TMAG is Australia’s second-oldest museum and has its origins in the collections of Australia’s oldest scientific society, the Royal Society of Tasmania, established in 1843. The first permanent home of the museum opened on the corner of Argyle and Macquarie streets in 1863 and the museum has gradually expanded from this corner to occupy the entire city block.
The TMAG precinct is one of Australia’s most historically significant sites. Included in the precinct is Tasmania’s oldest surviving public building, the 1808-10 Commissariat Store; the Private Secretary’s Cottage, built prior to 1815 and originally adjacent to old Government House; and Tasmania’s first federal building, the 1902 Custom House.
TMAG care for the State Collections of Tasmania: almost 800,000 objects as diverse as fossils and fine art. The collections represent the essence of society’s values and are a major reference point for Tasmanians to gain a greater appreciation of what it means to be Tasmanian and to understand their place within the global community.
Festival of Voices 2020
Dates for 2020 are to be confirmed
Festival of Voices (FoV) is Tasmania’s original marquee winter event. It is Australia’s premiere celebration of the voice. It started in 2004 in response to a brief of how to activate Hobart in the middle of winter. It was decided that it would be a good idea to light a bonfire in the middle of the city and have a sing along. The idea caught on, and today FoV attracts audiences of 30,000 people over a two-week period in July.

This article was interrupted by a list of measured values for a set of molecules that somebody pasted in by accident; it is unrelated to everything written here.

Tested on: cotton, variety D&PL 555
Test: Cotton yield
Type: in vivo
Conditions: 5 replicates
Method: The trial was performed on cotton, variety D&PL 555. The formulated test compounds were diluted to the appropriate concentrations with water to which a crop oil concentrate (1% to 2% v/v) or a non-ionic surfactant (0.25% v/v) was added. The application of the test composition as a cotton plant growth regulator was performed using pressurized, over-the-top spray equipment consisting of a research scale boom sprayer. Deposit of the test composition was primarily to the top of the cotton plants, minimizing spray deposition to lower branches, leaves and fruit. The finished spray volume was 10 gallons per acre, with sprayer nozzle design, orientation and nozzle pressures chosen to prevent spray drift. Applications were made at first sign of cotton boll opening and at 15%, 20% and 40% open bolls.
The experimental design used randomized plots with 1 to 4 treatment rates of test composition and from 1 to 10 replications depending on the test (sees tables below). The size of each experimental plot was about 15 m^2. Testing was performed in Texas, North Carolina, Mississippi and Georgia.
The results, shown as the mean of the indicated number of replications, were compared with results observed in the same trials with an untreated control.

Catherine Rogers – Above + Below Landforms
A bravura linocutting exhibition by Catherine Rogers exploring the imagery of the Earth’s crust.
This is Catherine Rogers second solo exhibition of bravura linocutting with Nolan Gallery. Rogers was the winner of our Emerging Tasmanian Printmaking Prize in 2015 and has since developed and enriched her black and white interpretations of the layers of the earth’s crust. This exhibition combines marks informed by maps and diagrams of subterranean deposits and geological forms without being literal. Her method is almost Romantic. As she says “I draw these landforms as their attributes circle in my mind. With my tool in hand I glide through the linoleum to re-create a sense of these forms, above and below, forever undergoing change.”
See an AFL match at Blundstone Arena
AFL has been played for over 100 years in Australia. The game is a mixture of Soccer, Gaelic Football and Rugby. The game is played over four quarters which last around 20/30 minutes each and is played during winter. Hobart’s local AFL ground is Blundstone Arena, a number of matches are played there throughout the year.
Date – Saturday, 25 July 2020
Time – 2:10pm local time (AEST)
Location – Blundstone Arena
Teams – North Melbourne Kangaroos vs Gold Coast Suns
Tickets – Tickets will go on sale within a few months of the match, these can be purchased here.
How to get there – Free buses run from the city centre to the Arena.